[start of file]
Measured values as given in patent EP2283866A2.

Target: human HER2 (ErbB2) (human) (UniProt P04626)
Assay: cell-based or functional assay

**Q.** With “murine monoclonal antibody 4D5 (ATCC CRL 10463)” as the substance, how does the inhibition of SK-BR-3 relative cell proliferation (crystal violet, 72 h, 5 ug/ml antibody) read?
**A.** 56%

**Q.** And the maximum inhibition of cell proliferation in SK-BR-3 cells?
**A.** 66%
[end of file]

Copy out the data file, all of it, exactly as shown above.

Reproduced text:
Measured values as given in patent EP2283866A2.

Target: human HER2 (ErbB2) (human) (UniProt P04626)
Assay: cell-based or functional assay

**Q.** With “murine monoclonal antibody 4D5 (ATCC CRL 10463)” as the substance, how does the inhibition of SK-BR-3 relative cell proliferation (crystal violet, 72 h, 5 ug/ml antibody) read?
**A.** 56%

**Q.** And the maximum inhibition of cell proliferation in SK-BR-3 cells?
**A.** 66%